A boy and his mom, one last time
In his nearly 20-year career the 43-year-old Mexican director Fernando Eimbcke has produced a slim but distinctive and charming body of work, usually with a focus on adolescence. There’s that also in his new Club Sandwich, which shows a single mother of 35, Paloma (María Renée Prudencio) ) and her 15 year- old son Hector (Lucio Giménez Cacho) taking a cheap summer vacation at a nice seaside motel staying off season on a “promotion.” But this time the attention is more on the adult, Paloma, who’s lonely, adores Hector, and knows their idyll as almost-a-couple is about to end when Hector meets the busty 16-year-old Jazmin (Danae Reynaud), whose family is also staying at the motel and the two kids start hanging out. That’s about all that happens: Paloma’s sad realization that Hector and Jazmin are about to have sex and Hector would rather be with the girl than with her.
It sounds simple, but Eimbcke has perfect pitch and a keen sense of pace and his minimalism means not a word, glance, twitch of the eye, or a break in tempo fails to communicate its precise meaning, whether droll or heartbraking. What may appear stylized winds up feeling highly realistic in the way each scene captures the essence of things, the heat, the boredom, the games and TV to pass the time, the dips in the pool, the sun block, the conversation that’s so laconic because each situation is so familiar, or so loaded, words are barely necessary.
And there’s the elegant symmetry: at the outset, Hector and Paloma put sun block on each other. They sit next to each other waiting for the lotion to dry. After Jazmin has entered the scene she and Hector will be in the same pose, sitting side by side on a bed waiting for the sun block to dry. Only everything is different.
Laconicism is a thread in Latin American cinema, as are vacations when kids go astray. There’s no talk in Argentinian Lisandro Alonso’s haunting Los Muertos, or much in Mexican Carlos Reygadas’ Silent Light. (NYFF 2007). The abandoned well-off kids in Argentine Celina Murga’s A Week Alone (FCS 2009) go somewhat feral, staging their own suburban gated community Lord of the Flies. Mexican Gerardo Naranjo had fun with a couple of kids who turn against society in his breakout film I’m Gonno Explode (NYFF 2008). The Brazilian Kleber Mendoça Filho’s Neighboring Sounds (ND/NF 2011) works on a larger canvas but also suggests disorder around the corner and feel of unspoken menace. Eimbcke has a drier humor and works in a quieter and lighter key than these others, but his themes sometimes overlap with theirs.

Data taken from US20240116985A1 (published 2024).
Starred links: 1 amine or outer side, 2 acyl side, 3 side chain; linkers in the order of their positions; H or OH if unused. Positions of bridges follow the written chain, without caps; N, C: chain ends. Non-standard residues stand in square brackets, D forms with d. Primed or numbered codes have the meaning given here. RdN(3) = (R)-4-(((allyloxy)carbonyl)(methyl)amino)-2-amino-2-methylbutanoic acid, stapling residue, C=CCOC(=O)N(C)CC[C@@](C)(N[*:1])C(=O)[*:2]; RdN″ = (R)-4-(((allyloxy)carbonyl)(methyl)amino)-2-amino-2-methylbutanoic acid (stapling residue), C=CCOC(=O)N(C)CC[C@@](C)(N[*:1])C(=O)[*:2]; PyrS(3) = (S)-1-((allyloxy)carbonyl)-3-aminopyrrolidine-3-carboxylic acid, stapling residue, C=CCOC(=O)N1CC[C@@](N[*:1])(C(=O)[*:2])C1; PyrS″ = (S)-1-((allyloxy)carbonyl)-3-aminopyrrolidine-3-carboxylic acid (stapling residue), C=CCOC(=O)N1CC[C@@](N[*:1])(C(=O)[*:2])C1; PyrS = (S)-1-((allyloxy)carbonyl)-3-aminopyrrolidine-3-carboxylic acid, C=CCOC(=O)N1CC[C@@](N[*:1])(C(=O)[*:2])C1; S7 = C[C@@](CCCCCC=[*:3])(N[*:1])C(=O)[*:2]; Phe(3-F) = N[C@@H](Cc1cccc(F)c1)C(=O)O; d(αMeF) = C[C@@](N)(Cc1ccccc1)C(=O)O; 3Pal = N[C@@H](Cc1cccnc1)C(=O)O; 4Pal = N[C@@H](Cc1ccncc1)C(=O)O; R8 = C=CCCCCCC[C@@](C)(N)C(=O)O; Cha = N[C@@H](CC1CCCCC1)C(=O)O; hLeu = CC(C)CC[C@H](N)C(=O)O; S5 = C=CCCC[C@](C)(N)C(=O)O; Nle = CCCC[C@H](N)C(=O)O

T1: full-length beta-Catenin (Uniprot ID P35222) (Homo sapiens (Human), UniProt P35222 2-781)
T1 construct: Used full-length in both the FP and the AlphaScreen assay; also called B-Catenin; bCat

Paloma seeks to invade the little world that now threatens to capsule off Hector and Jazmin. She takes the bull by the horns by inviting herself and Hector to dine with Jazmin, her father, and her step-mother: the dinner conversation is hilariously minimal, restricted to questions like “Do you like school?” (to Jazmin) and “How long have you been married?” (to her stup-mother).
When Jazmin and Hector are sitting next to each other staring forward (the film’s neutral position), Paloma pops into the room and sits in a row next to them. With his genius for using simple means to maximum effect Eimbcke creates an emotional climax with a “punishment” game Paloma, Hector, and Jazmin play after dinner. When Jazmin loses to Paloma, she says the “punishment” is Jazmin’s “leaving.” Then she says it’s joke. When it’s Hectors turn to “punish” Jazmin, and he “condemns” her to do a “sexy dance” — a “punishment” she carries out with panache. Finally Hector gets to “punish” Paloma and he really does — he makes her go out to the hallways looking for a coin-dispensed bag of potato chips. She finds it, and eats the chips alone on the stairs, lonely and sad.
Eimbcke has explained that he drives casting directors nuts, but his demands pay off. To begin with the ages themselves, 35 for the mother, 15 for the son 16 for the girlfriend, are precisely calibrated. María Renée Prudencio and Lucio Giménez Cacho at first look quite alike in the sun by the pool or enjoying their bedroom together; a bad spring in one twin bed even leads them for one night at least to sleep in the same little bed. Lucio Giménez Cacho is on the plump side, but rather pretty, and big. Hence his appearance is deceptive, and can go either way, androgynous boy or attractive young male. Which way he’ll go is shown by his faint mustache and his secret masturbation sessions. Anyway, it’s soon obvious that Jazmin can’t wait to get her hands on him.
Eimbcke’s features include Duck Season (2004), Lake Tahoe (FCS 2009), which won the FIPRESCI Prize at the Berlin International film festival, and the new Club Sandwich (2013), 87 mins., screened for this review as part of the Emerging Artists program of the New York Film Festival at Lincoln Center. Joanna Hogg of the UK, whose new film is called Exhibition, is the other featured NYFF 2013 “Emerging Artist.”
Director: Fernando Eimbcke
Writer: Fernando Eimbcke
Stars: Lucio Giménez Cacho, María Renée Prudencio, Danae Reynaud
Runtime: 82 min